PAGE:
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the Federal line extended much further to our right than it had done the day before. Polk's Corps was transferred to the right of Hood's. * * * The Federal troops extended their entrenched lines so rapidly to their left, that it was found necessary in the morning of the 27th to transfer Cleburne's Division of Hardee's Corps to our right, where it was formed on the prolongation of Polk's line. Kelly's Cavalry, composed of Allen's and Hannon's Alabama brigades, together less than a thousand (1000) men; occupied the interval, of half-a-mile, between Cleburne's right and Little Pumpkinvine creek. * * * * Between 5 and 6 o'clock in the afternoon, Kelly's skirmishers were driven in by a body of Federal cavalry, whose advance was supported by the Fourth Corps. * * * * As soon as the noise of this contest revealed to Major General Cleburne the manoeuvre to turn his right, he brought the right brigade of his second line, Granberry's, to Kelly's support, by forming it on the right of his firs
ederal works, and commenced at once the destruction of the railroad. On the 13th, I demanded the surrender of Dalton, which, in the first instance, was refused, but was finally acceded to at 4 p. m. The garrison consisted of about one thousand (1000) men. As the road between Resaca and Tunnel Hill had been effectually destroyed, the Army was put in motion the next morning in the direction of Gadsden, and camped that night near Villanon. Whilst in front of Dalton, quite a spirited affair ocad, including block houses from that point to within a short distance of Tunnel Hill; and about four miles of the Cleveland Railroad, capturing Dalton and all intermediate garrisons, with their stores, arms and equipmentstaking about one thousand (1000) prisoners. The main body of Sherman's Army seem to be moving towards Dalton. J. B. Hood, General. From Villanon, the Army passed through the gaps in the mountains, and halted during the 15th and 16th at Cross Roads, in a beautiful valley ab
following dispatch to the Secretary of War and to General Beauregard: [no. 541.]headquarters, six miles to Nashville, December 3d. About 4 p. m., November 30th, we attacked the enemy at Franklin, and drove him from his outer line of temporary works into his interior line which he abandoned during the night, leaving his dead and wounded in our possession, and rapidly retreated to Nashville, closely pursued by our cavalry. We captured several stands of colors and about one thousand (1000) prisoners. Our troops fought with great gallantry. We have to lament the loss of many gallant officers and brave men. Major General Cleburne, Brigadier Generals Gist, John Adams, Strahl, and Granberry, were killed; Major General Brown, Brigadier Generals Carter, Manigault, Quarles, Cockrell, and Scott, were wounded, and Brigadier General Gordon, captured. J. B. Hood, General. I rode over the scene of action the next morning, and could but indulge in sad and painful thought, as I behel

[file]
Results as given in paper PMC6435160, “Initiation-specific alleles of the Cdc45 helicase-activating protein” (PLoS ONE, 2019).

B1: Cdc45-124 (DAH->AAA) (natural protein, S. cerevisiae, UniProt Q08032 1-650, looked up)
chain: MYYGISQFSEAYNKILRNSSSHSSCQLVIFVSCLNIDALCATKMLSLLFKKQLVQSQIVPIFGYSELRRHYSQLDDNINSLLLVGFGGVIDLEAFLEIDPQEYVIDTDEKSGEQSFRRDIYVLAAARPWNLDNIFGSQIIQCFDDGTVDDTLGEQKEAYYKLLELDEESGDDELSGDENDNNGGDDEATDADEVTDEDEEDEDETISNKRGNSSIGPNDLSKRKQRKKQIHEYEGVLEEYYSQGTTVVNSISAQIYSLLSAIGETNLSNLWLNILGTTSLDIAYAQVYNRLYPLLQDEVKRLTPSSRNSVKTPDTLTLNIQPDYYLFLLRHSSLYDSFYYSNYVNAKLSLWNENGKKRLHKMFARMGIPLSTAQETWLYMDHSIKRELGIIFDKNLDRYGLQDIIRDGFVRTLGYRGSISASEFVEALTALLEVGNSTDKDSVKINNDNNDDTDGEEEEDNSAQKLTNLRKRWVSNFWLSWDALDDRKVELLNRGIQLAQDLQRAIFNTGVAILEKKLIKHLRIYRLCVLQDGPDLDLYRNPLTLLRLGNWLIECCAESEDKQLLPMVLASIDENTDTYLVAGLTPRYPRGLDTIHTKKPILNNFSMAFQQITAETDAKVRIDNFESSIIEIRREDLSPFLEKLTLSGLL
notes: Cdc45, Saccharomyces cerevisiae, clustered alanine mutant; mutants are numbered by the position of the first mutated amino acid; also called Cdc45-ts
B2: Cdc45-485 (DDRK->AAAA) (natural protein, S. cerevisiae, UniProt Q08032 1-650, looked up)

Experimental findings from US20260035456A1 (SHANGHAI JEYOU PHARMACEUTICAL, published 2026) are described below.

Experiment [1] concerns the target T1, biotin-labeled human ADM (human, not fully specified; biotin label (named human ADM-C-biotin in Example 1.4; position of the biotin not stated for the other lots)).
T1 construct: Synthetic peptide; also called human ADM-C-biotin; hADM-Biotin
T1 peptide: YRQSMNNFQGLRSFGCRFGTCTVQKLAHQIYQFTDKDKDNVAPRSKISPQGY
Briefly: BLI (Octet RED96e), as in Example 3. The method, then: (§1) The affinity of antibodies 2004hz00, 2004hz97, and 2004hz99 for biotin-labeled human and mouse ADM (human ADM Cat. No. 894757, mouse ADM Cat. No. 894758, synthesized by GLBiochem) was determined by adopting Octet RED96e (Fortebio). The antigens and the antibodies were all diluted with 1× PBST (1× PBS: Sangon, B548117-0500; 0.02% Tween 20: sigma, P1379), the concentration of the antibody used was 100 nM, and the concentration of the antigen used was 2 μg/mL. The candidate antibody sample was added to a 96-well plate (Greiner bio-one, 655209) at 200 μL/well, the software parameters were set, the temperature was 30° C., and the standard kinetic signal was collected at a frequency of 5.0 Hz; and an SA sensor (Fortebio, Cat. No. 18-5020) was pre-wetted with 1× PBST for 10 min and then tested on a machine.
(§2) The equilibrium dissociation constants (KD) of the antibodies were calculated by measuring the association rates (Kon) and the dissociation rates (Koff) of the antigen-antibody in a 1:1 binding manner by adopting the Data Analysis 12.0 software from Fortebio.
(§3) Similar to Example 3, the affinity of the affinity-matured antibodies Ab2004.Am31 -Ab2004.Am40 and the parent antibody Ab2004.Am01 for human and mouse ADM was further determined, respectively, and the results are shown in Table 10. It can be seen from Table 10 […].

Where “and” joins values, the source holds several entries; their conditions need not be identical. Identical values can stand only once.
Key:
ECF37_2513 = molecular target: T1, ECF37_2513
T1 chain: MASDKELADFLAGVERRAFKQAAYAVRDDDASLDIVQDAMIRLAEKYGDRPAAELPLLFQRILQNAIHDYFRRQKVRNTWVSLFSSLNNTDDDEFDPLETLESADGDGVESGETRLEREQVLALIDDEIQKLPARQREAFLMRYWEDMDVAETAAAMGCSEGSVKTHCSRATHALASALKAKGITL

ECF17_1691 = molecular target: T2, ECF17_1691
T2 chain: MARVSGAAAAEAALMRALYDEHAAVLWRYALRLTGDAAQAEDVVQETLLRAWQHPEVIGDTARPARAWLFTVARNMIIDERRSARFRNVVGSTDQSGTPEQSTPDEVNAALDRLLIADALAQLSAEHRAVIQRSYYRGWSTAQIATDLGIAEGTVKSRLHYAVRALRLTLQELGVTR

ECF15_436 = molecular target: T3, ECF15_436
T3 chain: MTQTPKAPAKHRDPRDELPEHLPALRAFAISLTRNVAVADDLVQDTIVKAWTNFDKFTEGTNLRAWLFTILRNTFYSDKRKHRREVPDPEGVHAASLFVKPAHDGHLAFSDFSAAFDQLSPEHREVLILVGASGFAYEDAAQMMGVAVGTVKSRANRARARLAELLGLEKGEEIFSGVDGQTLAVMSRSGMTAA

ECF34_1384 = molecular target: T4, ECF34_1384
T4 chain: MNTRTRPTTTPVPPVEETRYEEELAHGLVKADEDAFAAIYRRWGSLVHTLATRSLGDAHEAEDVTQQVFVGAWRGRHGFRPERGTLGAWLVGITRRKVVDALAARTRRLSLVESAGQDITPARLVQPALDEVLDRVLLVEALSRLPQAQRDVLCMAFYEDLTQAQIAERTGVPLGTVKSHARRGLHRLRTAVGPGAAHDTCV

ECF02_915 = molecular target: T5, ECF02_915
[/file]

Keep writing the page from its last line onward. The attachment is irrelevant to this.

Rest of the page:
riking the railroad again between Resaca and Mill Creek Gap, just above Dalton, on the 13th of October, destroying the railroad from Resaca to Tunnel Hill, capturing the enemy's posts at Tilton, Dalton, and Mill Creek Gap, with about one thousand (1000) prisoners and some stores. I again withdrew the Army from the railroad, moving from the southwest towards Gadsden, Alabama, the enemy following and skirmishing constantly with our cavalry, then under the command of Major General Wheeler, who hadoon boats, two brigades of Johnson's Division were thrown across the river two and one-half miles above South Florence, and Gibson's brigade of Clayton's Division was crossed at South Florence. The enemy occupied Florence with about one thousand (1000) cavalry, and had a strong picket at the railroad bridge. The crossing at this point was handsomely executed, and with much spirit by Gibson, under the direction of General Clayton, under cover of several batteries of artillery. The distance acr